Pakistan’s nuclear tests conducted on May 28, 1998, were a technological feat by all accounts. I have heard edifying stories from nuclear scientists who were involved in the process. They recount how anxious they were before undertaking the exercise and how thrilled they were after having accomplished the momentous task.
While we had acquired the capability of making nuclear weapons as long ago as 1984-85, we had abstained from overtly testing our capability till May 28, 1998. Thus there was great trepidation in the nuclear establishment when the final step was taken. The fact that it worked and the tests delivered a positive result is a tribute to all the scientists and engineers who were involved in this great national enterprise.
The largely untold part of the story – the political decision to undertake the nuclear tests – is nearly as equal in its drama as the technical achievement of conducting the tests. Back then, I was in the Foreign Office, which was called upon to recommend to the political leadership whether or not to test. We went into action immediately after the Indian nuclear tests on May 11. First, we ascertained that the Pakistan Atomic Energy Commission – responsible for the nuclear programme – would be able to conduct the tests when called upon to do so. As I recall, we were told that they required about two weeks to be ready for the necessary action. This also gave us time to ponder, assess and decide whether it should be done.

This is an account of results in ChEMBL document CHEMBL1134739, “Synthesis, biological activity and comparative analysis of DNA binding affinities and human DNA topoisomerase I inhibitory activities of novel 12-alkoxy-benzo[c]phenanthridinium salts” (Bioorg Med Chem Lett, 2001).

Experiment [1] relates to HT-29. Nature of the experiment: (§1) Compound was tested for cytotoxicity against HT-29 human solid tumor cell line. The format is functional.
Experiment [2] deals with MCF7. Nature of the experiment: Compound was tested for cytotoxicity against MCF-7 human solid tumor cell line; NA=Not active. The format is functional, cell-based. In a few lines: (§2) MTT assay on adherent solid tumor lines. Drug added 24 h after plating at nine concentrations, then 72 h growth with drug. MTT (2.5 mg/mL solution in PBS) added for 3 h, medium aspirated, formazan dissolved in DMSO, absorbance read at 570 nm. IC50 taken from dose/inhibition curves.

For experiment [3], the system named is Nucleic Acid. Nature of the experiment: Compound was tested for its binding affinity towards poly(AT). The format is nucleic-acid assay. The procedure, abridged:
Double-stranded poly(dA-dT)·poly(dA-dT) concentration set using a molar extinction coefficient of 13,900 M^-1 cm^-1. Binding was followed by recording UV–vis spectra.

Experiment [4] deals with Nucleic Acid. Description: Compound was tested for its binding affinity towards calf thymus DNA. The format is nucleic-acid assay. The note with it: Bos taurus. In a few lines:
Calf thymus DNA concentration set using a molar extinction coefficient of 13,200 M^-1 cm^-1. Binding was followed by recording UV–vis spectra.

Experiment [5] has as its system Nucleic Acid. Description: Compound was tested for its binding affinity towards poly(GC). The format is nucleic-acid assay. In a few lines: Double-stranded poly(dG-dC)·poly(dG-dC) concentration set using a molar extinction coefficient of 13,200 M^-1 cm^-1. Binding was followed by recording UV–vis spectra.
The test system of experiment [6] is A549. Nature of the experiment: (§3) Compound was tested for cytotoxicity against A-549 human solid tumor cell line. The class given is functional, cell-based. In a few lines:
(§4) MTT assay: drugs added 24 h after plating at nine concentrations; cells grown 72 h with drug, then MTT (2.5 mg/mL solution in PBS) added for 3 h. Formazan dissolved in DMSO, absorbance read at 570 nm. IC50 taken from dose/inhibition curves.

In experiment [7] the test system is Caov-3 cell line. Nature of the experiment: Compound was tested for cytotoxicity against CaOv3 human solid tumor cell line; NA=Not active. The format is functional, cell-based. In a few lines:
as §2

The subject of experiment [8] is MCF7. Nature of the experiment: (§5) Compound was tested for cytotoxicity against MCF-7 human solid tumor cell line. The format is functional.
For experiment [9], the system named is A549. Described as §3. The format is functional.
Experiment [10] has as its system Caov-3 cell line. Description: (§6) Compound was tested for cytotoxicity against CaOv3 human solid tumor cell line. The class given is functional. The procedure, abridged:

Our second area of focus was to monitor the international reaction to the Indian tests, as India was not a designated nuclear weapon state under the Nuclear Non-Proliferation Treaty (NPT) and had violated the international nuclear regime. All the territorial desks in the Foreign Office as well as all our missions abroad kept a close watch on reactions in the world community to the Indian tests. Every day, till late into the night, we would tabulate the reactions and responses of various countries, especially the P-5 members of the Security Council, Western European countries, Japan, Australia and Canada.